The five ladies of Laboum return with “Between Us” – the first comeback since the departure of maknae and main rapper Yulhee from the group. It’s done in striking contrast to their previous playful summer release “Only U,” but is also not too far from concepts they’ve dabbled with in the past. How does this more sophisticated side of Laboum compare?
Release Date: July 27th, 2018
- Between Us
- Love Game
- Between Us (Instrumental)
Total Runtime: 00:10:38
Recommended For: Fans of late 2000s pop, those looking for a more mature sound from Laboum
NOT Recommended For: Someone looking for a high-energy aegyo concept or, conversely, something aggressively rap or hip-hop
The single album begins with title track “Between Us,” a rather subdued pop track that is blissfully devoid of any unnecessary rap breaks. My favorite aspect of this song is undeniably the melodic whistling motif that accompanies the instrumental of the verses. It toes the line between whimsical and eerie, adding a much-needed level of interest to the otherwise very mellow track. “Between Us” is the type of song that I can definitively say sounds well-produced, but something about it just doesn’t immediately beg a second listen. The verses build in a way that makes it seem as if the song is going somewhere – somewhere dark, exciting, explosive. But when the chorus finally hits, it’s somewhat underwhelming, and the song really loses all of its steam in a sequence of sung lines that are nice, but nothing more than that. I will say this song is a grower, but my initial first listen did leave me somewhat unenthused.
The concept of “Between Us” is something in K-Pop I like to call “gloomy-sexy.” It’s “What About You” aged up a few years, but not quite as catchy. There’s nothing overtly provocative about the music video, but I would still consider it to be their most mature concept to date. And it looks great on them. I’m starting to realize as more of my favorite girl groups disband what little interest I have in the girl groups of the new gen, and Laboum is an almost unexpected exception to that rule. I think they’ve done well at establishing a sound for themselves while never limiting themselves to a single concept. And to the girls’ credit, they’re able to move between concepts like “What About You” and “Aalow Aalow” and “Hwi Hwi” without giving their audience whiplash. All in all, “Between Us” didn’t quite deliver the special something I was looking for from Laboum, but it’s nice. And ultimately, I appreciate it as a welcome change from a market supersaturated by “cute.”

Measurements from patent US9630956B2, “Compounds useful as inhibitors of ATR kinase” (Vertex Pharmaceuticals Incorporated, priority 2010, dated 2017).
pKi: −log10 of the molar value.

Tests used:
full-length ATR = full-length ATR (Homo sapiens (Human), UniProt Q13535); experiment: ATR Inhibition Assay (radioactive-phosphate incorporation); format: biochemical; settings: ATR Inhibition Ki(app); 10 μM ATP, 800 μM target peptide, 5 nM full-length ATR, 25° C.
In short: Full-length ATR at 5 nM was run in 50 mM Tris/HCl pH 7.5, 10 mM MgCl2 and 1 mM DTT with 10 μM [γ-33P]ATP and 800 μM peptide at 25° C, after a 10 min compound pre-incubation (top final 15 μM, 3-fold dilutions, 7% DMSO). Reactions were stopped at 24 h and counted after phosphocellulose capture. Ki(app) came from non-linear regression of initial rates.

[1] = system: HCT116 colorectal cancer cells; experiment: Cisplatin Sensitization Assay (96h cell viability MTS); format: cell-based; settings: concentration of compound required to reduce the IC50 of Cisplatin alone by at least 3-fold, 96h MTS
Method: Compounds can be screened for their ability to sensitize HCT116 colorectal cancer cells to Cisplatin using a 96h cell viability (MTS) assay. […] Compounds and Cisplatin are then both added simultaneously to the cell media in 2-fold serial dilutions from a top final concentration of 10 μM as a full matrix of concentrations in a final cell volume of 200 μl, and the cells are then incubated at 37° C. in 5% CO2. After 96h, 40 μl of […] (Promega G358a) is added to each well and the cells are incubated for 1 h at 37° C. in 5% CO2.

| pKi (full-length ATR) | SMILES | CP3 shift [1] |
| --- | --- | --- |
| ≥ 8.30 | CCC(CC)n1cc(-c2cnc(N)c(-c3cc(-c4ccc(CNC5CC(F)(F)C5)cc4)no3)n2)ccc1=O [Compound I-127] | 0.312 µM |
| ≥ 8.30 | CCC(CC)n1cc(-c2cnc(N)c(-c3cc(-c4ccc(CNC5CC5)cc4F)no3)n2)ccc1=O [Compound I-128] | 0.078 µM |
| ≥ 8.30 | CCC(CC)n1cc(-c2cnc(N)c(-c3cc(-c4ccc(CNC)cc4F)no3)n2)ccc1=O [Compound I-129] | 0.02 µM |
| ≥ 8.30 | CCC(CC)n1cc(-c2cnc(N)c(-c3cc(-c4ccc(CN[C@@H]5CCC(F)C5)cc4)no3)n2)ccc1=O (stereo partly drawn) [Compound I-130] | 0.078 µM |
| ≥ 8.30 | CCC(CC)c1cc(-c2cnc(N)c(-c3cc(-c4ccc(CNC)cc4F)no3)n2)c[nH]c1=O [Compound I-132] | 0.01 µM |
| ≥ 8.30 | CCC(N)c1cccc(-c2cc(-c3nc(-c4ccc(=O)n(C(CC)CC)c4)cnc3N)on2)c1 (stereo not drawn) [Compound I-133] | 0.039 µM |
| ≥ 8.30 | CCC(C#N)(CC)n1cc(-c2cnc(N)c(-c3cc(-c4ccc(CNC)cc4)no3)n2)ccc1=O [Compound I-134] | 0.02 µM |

2. Love Game
Up next is the only other track on the single album, a slightly darker syntho-pop song called “Love Game.” Something about this track gives me very strong 2007 Britney Spears vibes. And I kind of love it, though I also acknowledge it makes the song sound a bit dated. It begins with an almost aggressive, pulsing beat that precedes ZN’s low vocals. The build-up to the chorus has a noticeably different sound, making the track as whole a dynamic piece that is hard to pin down to just one style of music.
I will say there are some really nice harmonies in this song, and the chorus delivers that explosive hit that the song that preceded it on the album lacked. But “Love Game,” despite being more high-energy than “Between Us,” is somehow the less unique track of the two. I find myself returning to the title track for another listen much more often than this one, even with my initial reservations for “Between Us.” Both are decent however, and I am always pleased with the tracks Laboum releases no matter the style, so seeing this slightly new direction for them was something I enjoyed. With both tracks being more mature than some previous releases, it ensured that the general vibe of this single album was cohesive as well.
3. Between Us (Instrumental)
I won’t talk too much about the last track of the three, given that it’s simply an instrumental version of “Between Us.” But I will point out how the lack of vocals here really highlights how well-produced the instrumental is. The somewhat eerie repetitive whistling that features so heavily in the instrumental stands out more here, and I honestly love it. However, I mostly just wanted to include a blurb for this song so I had an excuse to share this picture of Haein. Yes, she is a goddess.